Plant Systematics, BIOO 435, Fall 2019
Instructor and contact information
Course learning outcomes and objectives
Students will be able to: 1) sight identify about 200 of the most common plant species in Montana; 2) interpret diagnostic characteristics of plant families, genera, and species; 3) relate botanical terminology to plant morphology so that taxonomic keys can be effectively used; 4) combine sight-identification and taxonomic keys in order to expedite plant identification of species never-before encountered; 5) ecologically distinguish plant genera or families.
Schedule of lecture-labs (each lab will be finalized by the Saturday evening before
each Monday lab)
*lecture-lab with a quiz
Course grading policies
Final grades come from the scores of two lab exams (75 points each) and the top eight of nine lab quizzes (15 points each). The two exams (22 October and 10 December) represent 2/3 of your final score. The top eight of the nine quizzes (above dates marked by an asterisk) count 1/3 of your final score. Lab exams will include 75 specimen mounts and will be limited to 2.5 hours (2 minutes maximum per specimen). Lab quizzes will include 15 specimen mounts and be will be limited to 30 minutes per student. For each specimen, family, genus, and species for usually reported as the answer. The exams and quizzes should involve a combination of site identification and the use of taxonomic keys for identifying plant families, genera, and species. Therefore, plan on using a hand lens and Lesica's Manual of Montana Vascular Plants during all quizzes and exams. Your copy of Lesica can include any annotations made directly on the pages of that book (e.g., don’t use notes, specimens, etc. that are not part of the pages of Lesica).
From 12 Noon until about 1:30 PM and between 2 and 3 PM for each Monday lecture-lab, I will go over the taxonomic and ecological features of about 15 plant species that represent the plant families and genera introduced for that day. I will make these two sessions interactive with the use of Lesica’s book, plant specimens, and hand lenses or dissection scopes. From 3-5 PM on Monday afternoons, students can study lab specimens at an individual pace, including reviewing specimens or studying those that where not covered earlier.
Field sites in Bozeman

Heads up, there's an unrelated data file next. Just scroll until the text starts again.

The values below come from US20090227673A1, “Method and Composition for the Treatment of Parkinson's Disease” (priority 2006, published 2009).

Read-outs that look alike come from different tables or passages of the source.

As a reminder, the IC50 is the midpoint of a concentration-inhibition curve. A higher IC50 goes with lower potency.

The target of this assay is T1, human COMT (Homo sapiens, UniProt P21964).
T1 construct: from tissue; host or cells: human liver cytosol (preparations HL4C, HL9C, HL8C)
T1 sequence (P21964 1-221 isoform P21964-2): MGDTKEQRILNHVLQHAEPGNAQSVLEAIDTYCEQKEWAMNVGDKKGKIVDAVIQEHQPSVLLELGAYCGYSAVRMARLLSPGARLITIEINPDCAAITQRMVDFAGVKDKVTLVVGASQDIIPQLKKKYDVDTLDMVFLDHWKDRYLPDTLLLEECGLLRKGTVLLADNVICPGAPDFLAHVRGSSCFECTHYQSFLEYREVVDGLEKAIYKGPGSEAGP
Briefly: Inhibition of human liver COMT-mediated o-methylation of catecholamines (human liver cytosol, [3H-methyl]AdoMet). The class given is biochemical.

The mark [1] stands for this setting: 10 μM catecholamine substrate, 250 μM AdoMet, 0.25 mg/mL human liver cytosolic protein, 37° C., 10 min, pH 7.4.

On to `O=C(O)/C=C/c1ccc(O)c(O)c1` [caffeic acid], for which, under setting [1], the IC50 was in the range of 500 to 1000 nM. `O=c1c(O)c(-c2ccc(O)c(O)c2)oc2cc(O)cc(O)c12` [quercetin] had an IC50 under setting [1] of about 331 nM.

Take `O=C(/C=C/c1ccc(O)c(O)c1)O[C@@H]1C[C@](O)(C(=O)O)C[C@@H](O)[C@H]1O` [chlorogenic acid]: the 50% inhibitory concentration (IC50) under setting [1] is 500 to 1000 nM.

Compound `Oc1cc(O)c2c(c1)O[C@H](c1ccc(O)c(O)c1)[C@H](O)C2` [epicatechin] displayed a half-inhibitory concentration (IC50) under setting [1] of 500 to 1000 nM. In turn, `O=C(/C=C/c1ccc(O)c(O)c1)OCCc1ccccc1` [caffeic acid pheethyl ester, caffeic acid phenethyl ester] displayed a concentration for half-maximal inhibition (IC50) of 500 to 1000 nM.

Sites along the trail systems in southeast Bozeman will be visited during the late afternoon of certain Mondays. The particular site to be visited will be announced during the noon lecture. These field trips are optional and offered to students who are less experienced with plant species in the field. They should generally complement the indoor lecture-labs. The general sites are:
- Gallagator Trail (riparian and wetland plants, native and introduced): plant list
- Burke Park field sites (rangeland plants, native and introduced): plant list
During this fall semester, you will identify over 30 families, 90 genera, and 200 species of native and introduced flowering plants, all common to Montana and adjacent states. Specimens are pressed and dried so that a reference collection can be made, if desired. To facilitate identification of these dried specimens, photos are available on www.Flickr.com of each species and these illustrate the habitat, habit, and diagnostic traits.
In addition to your copy of Lesica, I strongly encourage you to have at each lecture-lab a hand lens, which can be purchased at the MSU Bookstore, Amazon, or the Herbarium Supply Company. You might also consider bringing forceps, needles, razor blades, or pocket knives for plant dissections. Tape or glue and botanical paper are suggested if you are making reference specimens. In addition to the MSU Bookstore, Bozeman’s Herbarium Supply Company has a great selection of equipment related to plant collection, identification, and specimen preservation.
- A Flickr collection of albums for the Plant Systematics course, BIOO 435.
- Consortium of Pacific Northwest Herbaria. Search for images of herbarium specimens for all Montana plant species, view images, and download CSV files of selected data. This database includes all Montana specimens housed in the Montana State University Herbarium.
- High Country Apps offers a great selection of regional plant identification apps, including Montana Grasses and Flora of the Yellowstone Region, which include many of the common species we will study during this course.
- USDA NRCS Plants Database provides geographic, ecological, and taxonomic information for plant species. This site also provides the common and symbol (or code) name for each plant species. This site is best accessed through a Google search of scientific names because any misspellings will be corrected.
- TreeLib - A high-quality tree database for educators, students and lay persons.
- These line drawings introduce some basic terminology used in angiosperm taxonomy: 1, 2, 3, 4, 5, 6